Our Visit to Utah

In the days before Christmas, I was thinking about where to go for the days that I didn't have work or commitments (December 24-Janurary 2), so on December 26, We got up early to go to Utah. This photo was taken about 2 hours after we left our Perris, Ca. home, alongside the Interstate 15 freeway. Jelim is standing by a "Joshua Tree", found only in our Mohave desert.

Here we have stopped for a moment someplace in the southwest corner of the state of Nevada alongside the Interstate 15 freeway. There is some snow on the ground here. I am posing with Mity, as Jelim takes this photo.

The Above 2 photos were taken in Panguitch, Utah at a local motel. This quaint little town was first settled by the Mormon Pioneers in 1864. Left photo, we have just arrived, and it's COLD here. As you can see by the snow, and the sky in the background, this is a cold place in December. Right photo, the next morning, as we prepared to go visit some Utah's famous destinations, we were greeted with more snow. Luckily, it was soft, fine snow, and it was easy to clean off the windows of my car. As we left the town of Panguitch, an electronic sign said that it was 9° F. (-16°C).

Here is a great example of the scenery that you will see in Utah. This place is on Highway 89, close to Bryce National park.

Another ¼ of a mile further, is this exquisite carved arc in this mountain of rock.

Here, a bit later on Utah highway 12, we are just outside the entrance of Bryce National park. It's late December and almost 7000' elevation, so this can be a very COLD place. Snow is blowing across the road. As you can see, it's cold enough that snow and ice is stuck to the hood of my car, even with the hot engine just below it! I worry that there may be black ice on this road, which would make it super easy to slide off of the road and get stuck. Being that I don't have much experience driving in this kind of weather, I decide to not go into Bryce National park, even though it's open. I don't want to take the chance of sliding off of the road and getting stuck.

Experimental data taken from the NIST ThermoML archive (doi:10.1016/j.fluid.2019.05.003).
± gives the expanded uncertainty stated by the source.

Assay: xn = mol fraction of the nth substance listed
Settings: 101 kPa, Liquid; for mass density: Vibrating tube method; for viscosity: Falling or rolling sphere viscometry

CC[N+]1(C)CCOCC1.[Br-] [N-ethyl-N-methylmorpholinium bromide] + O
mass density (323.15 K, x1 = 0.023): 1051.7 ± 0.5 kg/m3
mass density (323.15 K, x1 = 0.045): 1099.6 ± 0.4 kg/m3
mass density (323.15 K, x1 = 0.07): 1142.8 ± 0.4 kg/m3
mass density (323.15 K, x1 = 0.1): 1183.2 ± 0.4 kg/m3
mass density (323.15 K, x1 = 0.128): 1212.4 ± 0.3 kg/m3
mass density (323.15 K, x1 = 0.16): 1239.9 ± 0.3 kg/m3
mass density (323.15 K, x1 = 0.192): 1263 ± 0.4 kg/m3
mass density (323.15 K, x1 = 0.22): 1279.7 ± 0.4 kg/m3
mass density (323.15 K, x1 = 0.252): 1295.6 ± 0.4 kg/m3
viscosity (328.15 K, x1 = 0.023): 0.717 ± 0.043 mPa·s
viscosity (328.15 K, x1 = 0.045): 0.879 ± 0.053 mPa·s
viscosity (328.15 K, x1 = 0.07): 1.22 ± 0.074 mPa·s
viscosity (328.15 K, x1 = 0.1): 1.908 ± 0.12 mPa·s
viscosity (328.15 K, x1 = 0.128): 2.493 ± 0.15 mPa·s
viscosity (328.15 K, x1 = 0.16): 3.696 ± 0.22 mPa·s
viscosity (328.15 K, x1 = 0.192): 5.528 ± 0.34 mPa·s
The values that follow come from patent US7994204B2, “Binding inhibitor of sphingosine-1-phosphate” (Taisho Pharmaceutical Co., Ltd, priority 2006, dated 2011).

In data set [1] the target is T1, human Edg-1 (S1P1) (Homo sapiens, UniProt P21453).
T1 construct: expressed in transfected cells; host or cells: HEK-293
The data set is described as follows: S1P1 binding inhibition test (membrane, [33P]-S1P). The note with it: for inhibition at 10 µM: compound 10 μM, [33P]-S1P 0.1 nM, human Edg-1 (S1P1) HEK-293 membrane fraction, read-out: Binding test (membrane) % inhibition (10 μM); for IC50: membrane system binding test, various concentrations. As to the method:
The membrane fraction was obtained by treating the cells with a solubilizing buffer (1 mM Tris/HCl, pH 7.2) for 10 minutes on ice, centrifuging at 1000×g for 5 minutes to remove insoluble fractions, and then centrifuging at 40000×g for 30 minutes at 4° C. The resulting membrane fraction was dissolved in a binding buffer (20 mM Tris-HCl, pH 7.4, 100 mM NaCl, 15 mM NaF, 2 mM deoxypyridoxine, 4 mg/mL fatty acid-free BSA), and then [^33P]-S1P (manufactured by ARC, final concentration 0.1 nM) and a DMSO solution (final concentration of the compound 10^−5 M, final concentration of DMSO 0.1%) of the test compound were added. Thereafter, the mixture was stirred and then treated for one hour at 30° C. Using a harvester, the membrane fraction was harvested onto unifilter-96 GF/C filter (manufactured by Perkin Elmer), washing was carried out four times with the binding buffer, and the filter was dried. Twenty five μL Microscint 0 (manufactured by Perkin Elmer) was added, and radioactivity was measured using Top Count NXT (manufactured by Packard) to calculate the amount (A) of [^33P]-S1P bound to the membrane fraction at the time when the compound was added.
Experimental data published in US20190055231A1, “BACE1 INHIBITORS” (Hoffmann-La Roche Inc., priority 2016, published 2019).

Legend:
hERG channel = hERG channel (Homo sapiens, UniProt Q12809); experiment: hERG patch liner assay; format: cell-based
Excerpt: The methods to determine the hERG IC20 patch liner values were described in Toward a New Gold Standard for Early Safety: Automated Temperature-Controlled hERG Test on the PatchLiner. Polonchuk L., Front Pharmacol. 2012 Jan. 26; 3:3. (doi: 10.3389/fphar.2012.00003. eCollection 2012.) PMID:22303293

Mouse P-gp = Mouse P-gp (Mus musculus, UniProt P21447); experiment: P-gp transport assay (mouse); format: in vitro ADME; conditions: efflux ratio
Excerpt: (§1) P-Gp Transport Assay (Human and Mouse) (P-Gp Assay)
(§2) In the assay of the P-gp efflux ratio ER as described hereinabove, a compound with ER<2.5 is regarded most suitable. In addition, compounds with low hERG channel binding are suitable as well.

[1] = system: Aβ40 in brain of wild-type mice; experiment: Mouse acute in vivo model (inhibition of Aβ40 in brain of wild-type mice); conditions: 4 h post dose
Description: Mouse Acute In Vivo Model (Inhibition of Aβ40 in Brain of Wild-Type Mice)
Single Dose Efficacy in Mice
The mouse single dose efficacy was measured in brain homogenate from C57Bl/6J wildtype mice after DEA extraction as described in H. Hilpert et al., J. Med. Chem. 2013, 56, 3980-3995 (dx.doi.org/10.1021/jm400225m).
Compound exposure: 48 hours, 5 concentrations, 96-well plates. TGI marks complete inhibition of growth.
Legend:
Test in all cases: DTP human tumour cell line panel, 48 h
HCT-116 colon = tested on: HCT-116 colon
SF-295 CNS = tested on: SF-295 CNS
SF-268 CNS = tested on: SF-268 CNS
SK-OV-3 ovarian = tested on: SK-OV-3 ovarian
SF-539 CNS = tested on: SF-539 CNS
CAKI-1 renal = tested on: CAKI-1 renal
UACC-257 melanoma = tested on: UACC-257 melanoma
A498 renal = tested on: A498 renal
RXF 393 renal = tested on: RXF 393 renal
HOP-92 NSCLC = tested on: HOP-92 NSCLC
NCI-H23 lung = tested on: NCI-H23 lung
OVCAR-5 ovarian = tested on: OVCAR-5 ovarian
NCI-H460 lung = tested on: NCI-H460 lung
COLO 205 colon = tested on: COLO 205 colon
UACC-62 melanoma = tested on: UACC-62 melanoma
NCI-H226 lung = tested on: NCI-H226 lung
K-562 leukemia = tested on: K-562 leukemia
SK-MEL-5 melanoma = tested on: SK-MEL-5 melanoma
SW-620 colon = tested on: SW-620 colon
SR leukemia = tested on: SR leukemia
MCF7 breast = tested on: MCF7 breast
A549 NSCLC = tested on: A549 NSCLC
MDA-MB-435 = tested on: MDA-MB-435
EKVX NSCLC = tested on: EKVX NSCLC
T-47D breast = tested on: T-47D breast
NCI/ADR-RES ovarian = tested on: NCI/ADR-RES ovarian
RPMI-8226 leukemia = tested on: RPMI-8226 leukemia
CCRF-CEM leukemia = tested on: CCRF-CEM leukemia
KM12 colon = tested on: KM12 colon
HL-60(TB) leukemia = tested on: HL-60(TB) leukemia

After passing the entrance of Bryce National park, I kept going on highway 12, and came to Kodachrome Basin State Park. As you can see, it has many types of beautiful rock formations. Their brochure says "This park was created in 1949 and has nearly 70 monolithic spires and sedimentary sand pipes from 6 to 170 feet high." I pose with Mity as Jelim snaps the Camera.

Here is what I think is the most bazaar formation in the Kodachrome Basin State Park. Jelim and Mity pose in front of "Stove pipe rock".

On our way out of Kodachrome Basin State Park, I get Jelim and Mity to pose standing on this small frozen lake. This is the first time that they have ever walked on ice!

As we were driving back on Utah highway 12, the sun was out and it was a bit warmer, so I took a chance and went in to Bryce National park. Most of the park was closed for the winter, but this viewing site was open, so I took this photo of Bryce Canyon. Cold, but pretty.

Our next stop is Zion National Park. Words and even my photos cannot do this place justice. It is positively the most beautiful place that I have ever seen. Even better then the Grand canyon.

In the middle of Zion National Park is a tunnel that they cut into the solid rock of Zion. From the National parks service web site, "Construction of the 1.1 mile Zion Mount Carmel Tunnel began in the late 1920's and was completed in 1930. At the time that the tunnel was dedicated, on July 4, 1930, it was the longest tunnel in the United States."It has many "windows" cut into the sides of this tunnel for fresh air for the cars that are constantly passing through. More then 2½ million people visit Zion a year.